A personal look at sobriety from one of our own staff, Susan Sanchez
For many years, the only available treatment included the 12-Steps. What about those, like me, that did not find AA or NA helpful? Why wasn’t there another way to get sober?
Some have issues with the religious aspect of the 12-Steps, whereas others do not like the piece of surrendering. Those were not the problems I had with 12-Step. My issues with AA and NA were that I did not fit in and the fact that I needed to identify as having a problem for the rest of my life. That meant to me that there was no real hope.
My first real experience with 12-Step was a horrible one. The treatment center only used AA and the crowd was older men. I was a 29-year-old female who did not drink or desire to drink. We introduced ourselves by stating our name and the nature of our disease.
Hi, my name is…
‘Hi, my name is Susan and I am an addict.’ That introduction went over poorly, and I was basically told not to come back to that meeting because I didn’t fit in as an alcoholic.
The conundrum was that I had a problem with drugs but was not allowed to choose the type of meeting I went to. I loved the residential program I attended, but hated the meetings, especially being forced to identify as an alcoholic. In all honesty, I had not had a drink since high school. I was faithful to my drug of choice, which happened to be methamphetamines at that time.
Truly in recovery?
After treatment, I went to college and received an Associate Degree in Drug Studies. I did not attend 12-Step meetings and wondered if I was truly “in recovery.” I felt inauthentic in counseling people struggling with drugs and alcohol and telling them they needed to go to a meeting, especially since I knew there was another way to get sober.
When I began working in the addiction field, alternative programs became more available. Working in mindfulness-based programs has helped me feel and become more authentic in my recovery. It was my first non-12-Step work experience that I educated the recovering staff who were considered “12-Step Purists” or “Big Book Thumpers” that there is more to recovery than meetings.
Working in that first alternative program was incredible. The only downfall was that the program was not structured or research based. Many of the clients returned to treatment and were not successful.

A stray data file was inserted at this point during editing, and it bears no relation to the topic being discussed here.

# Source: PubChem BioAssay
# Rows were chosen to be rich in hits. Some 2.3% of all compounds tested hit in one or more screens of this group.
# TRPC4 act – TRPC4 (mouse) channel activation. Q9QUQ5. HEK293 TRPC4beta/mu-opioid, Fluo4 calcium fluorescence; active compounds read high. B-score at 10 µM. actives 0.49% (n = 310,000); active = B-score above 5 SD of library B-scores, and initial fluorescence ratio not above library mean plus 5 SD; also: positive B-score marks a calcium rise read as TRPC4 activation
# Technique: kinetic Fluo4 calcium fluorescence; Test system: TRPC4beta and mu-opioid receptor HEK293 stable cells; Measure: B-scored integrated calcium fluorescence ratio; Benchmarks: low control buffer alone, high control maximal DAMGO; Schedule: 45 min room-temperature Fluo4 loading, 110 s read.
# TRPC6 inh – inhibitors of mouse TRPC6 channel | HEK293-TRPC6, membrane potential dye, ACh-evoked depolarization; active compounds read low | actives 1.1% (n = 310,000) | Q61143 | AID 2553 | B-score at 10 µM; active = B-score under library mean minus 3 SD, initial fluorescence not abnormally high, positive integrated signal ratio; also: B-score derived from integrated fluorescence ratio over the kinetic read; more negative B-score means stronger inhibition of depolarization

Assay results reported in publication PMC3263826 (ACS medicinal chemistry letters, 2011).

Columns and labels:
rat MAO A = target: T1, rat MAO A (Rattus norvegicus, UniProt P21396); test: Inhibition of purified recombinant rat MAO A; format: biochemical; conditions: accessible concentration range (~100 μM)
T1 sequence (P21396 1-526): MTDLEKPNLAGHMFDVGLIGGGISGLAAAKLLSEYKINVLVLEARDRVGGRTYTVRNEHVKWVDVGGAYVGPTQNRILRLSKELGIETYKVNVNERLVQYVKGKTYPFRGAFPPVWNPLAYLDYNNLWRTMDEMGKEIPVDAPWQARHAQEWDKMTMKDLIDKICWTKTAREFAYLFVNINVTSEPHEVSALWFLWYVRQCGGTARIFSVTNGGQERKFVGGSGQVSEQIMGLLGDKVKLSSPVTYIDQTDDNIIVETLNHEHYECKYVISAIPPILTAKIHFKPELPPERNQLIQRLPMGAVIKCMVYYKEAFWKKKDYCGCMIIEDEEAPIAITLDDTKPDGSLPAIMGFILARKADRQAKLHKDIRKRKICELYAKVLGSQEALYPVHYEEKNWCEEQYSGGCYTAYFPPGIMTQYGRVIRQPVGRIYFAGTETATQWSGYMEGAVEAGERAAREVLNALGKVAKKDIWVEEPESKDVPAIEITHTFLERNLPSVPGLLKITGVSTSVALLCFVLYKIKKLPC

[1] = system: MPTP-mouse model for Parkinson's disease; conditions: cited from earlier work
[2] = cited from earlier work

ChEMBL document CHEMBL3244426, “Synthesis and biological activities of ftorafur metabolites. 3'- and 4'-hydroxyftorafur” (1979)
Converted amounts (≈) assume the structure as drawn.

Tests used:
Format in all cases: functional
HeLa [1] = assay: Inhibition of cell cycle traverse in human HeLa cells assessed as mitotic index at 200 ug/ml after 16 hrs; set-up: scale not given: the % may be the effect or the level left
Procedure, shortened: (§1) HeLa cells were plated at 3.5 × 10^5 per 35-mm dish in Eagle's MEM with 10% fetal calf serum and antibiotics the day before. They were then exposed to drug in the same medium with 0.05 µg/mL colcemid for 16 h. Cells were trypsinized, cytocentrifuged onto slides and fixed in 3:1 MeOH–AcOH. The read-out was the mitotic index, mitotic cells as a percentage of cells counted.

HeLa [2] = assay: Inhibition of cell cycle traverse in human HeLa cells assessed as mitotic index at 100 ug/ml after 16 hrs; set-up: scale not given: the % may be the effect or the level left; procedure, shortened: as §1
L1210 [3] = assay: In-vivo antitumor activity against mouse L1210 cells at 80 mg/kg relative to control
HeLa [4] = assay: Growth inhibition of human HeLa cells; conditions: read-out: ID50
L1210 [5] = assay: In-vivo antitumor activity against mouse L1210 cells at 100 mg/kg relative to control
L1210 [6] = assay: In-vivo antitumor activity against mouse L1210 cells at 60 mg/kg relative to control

Research based curriculum that works
Finding Centered Recovery was a blessing for me. I came aboard as an intern for my second master’s degree in May of 2019 and am so glad to be a part of the team. Centered Recovery uses a sound research-based curriculum to help heal clients from the inside out.
What traditional 12-Step and nontraditional programs have in common are support networks and “the inside job” work on one’s soul. I found my support network through friends at school, church, and coworkers. Personal therapy helped me work on the internal issues that caused addiction.
A way of being
Recovery is a lifelong journey that is lived and not “done.” It is a way of being, not a way of doing. Even though I have worked on my inner demons, there is always more to work on. February 28, 2005 was the last time I ever stuck a needle in my arm. What I have learned on this journey is that sobriety is not the end goal; it is a by-product of the small changes I have made along the way. I no longer need to Identify as an “addict.” I am so far removed from who that person was so many years ago.
Have you attempted a 12 step program and wished for an alternative? Maybe you enjoy working the 12 steps but wish you had a bit more to help guide you on this journey? Maybe you just know there’s another way to get sober, and you want to learn more. Centered Recovery is a complete program that can be used solo or in conjunction with your 12 step program or AA meetings–it is complementary to any recovery journey because the mindfulness-based approach is structured and focused on guiding you to complete mental health and resilience, from the inside out. If you’d like to know more about Centered Recovery’s program and whether it is right for you, call 800.556.2966 and speak to one of our admissions counselors today.